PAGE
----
A former federal personnel executive told me a while back, he always felt that at the IRS, disclosing or even peeking at an individual’s tax file should be grounds for immediate, on-the-spot firing. It’s not quite that simple, even though a person who leaks taxpayer information also violates federal law.
Nearly every organization has a few activities for which there is no appeal. Say, drinking alcohol or using illegal drugs on the job, having a fistfight, brandishing a weapon, or destroying property. That sort of thing.
I wasn’t particularly surprised to read that some of our richest citizens didn’t pay much or even any federal income tax in some years. The reasons are varied and found deep in the tax code, a document more baffling than the Talmud. But mainly their cash income — that is, their “salaries” — were small compared to their capital growth. One individual paid about a billion in taxes against about $4 billion in cash income, while his capital grew by a yet-untaxed $99 billion. Advice to the ambitious: Work for stock.
Outrage has become a cheap commodity, but to anyone’s knowledge these people arrived at their tax obligations, or lack thereof, legally. It’s worth saying that some of the people named in the published reports have created companies that employ tens- or hundreds of thousands of salaried people, nearly all of whom most assuredly do pay income taxes.
Everyone brings their own political convictions to what they think is good or bad about the tax system and what it’s designed to reward or discourage. Personally I’ve never felt the gumption to decide what someone else’s “fair share” is, even if they do have unimaginable wealth. Nor am I denying that zero seems absurd for an Elon Musk or Michael Bloomberg federal income tax liability. So by all means, let’s have a debate about the tax code.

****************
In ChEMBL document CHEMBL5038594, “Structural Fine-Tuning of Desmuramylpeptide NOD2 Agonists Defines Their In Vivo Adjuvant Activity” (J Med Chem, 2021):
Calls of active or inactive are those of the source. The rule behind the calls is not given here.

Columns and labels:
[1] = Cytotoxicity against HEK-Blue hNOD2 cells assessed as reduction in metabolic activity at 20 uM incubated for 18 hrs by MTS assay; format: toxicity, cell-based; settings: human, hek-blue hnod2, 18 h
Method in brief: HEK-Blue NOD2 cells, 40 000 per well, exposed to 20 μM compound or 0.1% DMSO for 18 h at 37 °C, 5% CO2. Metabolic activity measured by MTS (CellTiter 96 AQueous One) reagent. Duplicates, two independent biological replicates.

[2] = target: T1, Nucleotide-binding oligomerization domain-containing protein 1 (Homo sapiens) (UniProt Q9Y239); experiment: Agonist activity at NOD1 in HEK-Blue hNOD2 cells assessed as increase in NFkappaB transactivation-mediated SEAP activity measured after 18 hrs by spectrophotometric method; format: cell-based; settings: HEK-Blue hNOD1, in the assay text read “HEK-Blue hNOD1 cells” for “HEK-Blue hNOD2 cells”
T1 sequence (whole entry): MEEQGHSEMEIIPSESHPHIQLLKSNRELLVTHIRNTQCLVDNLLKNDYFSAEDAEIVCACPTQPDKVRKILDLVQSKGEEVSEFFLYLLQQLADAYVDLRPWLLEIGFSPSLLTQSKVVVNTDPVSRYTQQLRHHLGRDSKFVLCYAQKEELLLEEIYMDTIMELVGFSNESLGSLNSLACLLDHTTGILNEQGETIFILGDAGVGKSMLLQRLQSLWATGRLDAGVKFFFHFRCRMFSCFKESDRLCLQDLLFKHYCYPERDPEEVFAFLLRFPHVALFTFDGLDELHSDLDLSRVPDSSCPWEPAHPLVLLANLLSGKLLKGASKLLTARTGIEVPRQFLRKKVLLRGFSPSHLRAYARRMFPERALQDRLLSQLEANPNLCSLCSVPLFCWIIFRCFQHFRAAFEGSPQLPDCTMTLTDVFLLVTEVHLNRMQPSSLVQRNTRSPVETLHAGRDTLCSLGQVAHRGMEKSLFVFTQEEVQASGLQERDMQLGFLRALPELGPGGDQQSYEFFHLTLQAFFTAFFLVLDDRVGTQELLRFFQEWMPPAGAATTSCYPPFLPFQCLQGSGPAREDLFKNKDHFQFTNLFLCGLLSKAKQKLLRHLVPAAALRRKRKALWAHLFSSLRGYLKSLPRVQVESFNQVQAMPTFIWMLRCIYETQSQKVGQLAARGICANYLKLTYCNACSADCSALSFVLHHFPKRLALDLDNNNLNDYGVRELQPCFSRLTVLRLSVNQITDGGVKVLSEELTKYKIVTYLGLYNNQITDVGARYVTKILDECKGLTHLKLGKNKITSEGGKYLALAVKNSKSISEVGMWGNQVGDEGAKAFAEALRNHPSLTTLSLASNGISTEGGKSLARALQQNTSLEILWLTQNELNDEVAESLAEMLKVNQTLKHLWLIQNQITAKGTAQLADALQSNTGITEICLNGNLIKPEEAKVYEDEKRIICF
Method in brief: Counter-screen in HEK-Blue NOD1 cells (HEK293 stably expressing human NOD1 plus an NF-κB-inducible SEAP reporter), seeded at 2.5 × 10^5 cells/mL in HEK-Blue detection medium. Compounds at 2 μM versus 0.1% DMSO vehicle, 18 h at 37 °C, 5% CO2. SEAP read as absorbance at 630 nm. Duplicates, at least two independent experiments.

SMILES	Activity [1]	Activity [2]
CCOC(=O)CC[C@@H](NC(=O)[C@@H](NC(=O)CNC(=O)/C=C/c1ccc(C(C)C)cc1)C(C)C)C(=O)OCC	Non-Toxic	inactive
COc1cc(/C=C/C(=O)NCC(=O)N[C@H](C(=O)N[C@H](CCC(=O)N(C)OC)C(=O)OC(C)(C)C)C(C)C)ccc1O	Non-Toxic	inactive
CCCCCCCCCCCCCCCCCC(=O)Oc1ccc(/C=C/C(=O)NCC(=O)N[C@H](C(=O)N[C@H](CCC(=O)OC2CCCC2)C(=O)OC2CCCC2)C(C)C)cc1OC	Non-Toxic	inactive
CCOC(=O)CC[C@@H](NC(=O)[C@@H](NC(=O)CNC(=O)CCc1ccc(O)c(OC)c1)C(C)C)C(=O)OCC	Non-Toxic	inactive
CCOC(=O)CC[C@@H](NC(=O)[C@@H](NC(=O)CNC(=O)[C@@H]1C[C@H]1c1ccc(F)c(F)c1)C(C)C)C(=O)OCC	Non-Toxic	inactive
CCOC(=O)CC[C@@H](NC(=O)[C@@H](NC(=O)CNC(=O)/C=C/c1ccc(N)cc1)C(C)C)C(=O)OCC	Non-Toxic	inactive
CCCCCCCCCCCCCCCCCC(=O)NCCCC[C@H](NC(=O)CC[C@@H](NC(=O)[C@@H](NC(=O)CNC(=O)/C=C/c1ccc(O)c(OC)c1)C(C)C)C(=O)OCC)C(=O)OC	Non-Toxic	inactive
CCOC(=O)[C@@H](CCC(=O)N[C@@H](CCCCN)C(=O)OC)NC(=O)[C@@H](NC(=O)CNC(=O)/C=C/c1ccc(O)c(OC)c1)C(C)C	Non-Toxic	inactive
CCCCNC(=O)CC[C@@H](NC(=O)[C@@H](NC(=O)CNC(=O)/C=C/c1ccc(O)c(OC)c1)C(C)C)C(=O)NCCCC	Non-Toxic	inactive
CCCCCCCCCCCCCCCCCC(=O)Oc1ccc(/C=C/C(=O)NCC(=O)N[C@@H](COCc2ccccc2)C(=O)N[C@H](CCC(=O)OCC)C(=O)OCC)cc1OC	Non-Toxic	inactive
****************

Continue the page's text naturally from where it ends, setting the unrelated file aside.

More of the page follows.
My concern here is the credibility and integrity of the IRS. It’s on the line now. Commissioner Chuck Rettig told a Senate panel that both the agency and the Treasury Inspector General for Tax Administration are trying to discover the source of the leak. Attorney General Merrick Garland called the data loss “astonishing,” and “an extremely serious matter.” Several published reports say the FBI is on the case. Rettig needs to treat the data leak as a five-alarm fire. If every keystroke of every employee for the past six months requires running through some artificial intelligence algorithm, then do it.
Exactly how did the writers of the briefly sensational report get such detailed tax information about individual Americans?
If it came from within the IRS, then someone or some people in the agency gave out sacrosanct data on individuals, in contradiction of explicit agency policy. Their motivations most likely are political.
Before you say it, in no way were these people whistleblowing. A whistleblower would call out the people disclosing the confidential files.
Whatever internal management challenges the IRS has had over the years, for the most part it’s enjoyed the perception of being impartial while operating within the rules. Back in the “jack booted thug” days, the agency was faulted for overzealousness in the pursuit of tax compliance to the point of abuse. At least some thought so. That’s a different problem than people thinking tax enforcement being rigged by operating according to politics rather than law. When the agency was dinged in 2013 for alleged bias in application of non-profit tax policy, it faced a similar reputational threat.
This incident comes at a sensitive time for the agency. If it gets the money it anticipates from the Biden administration proposed budget for 2022, it will hire lots of people, including 5,000 that would nearly double its enforcement staff. And hire them fast. Coming into the agency, those people, wherever they come from, would need to know that upon pain of firing and possible prosecution, you neither satisfy your curiosity nor disclose private taxpayer data. Period, the end.
Nearly Useless Factoid
In Guatemala, you can order pizza cooked in the heat of the active Pacaya volcano.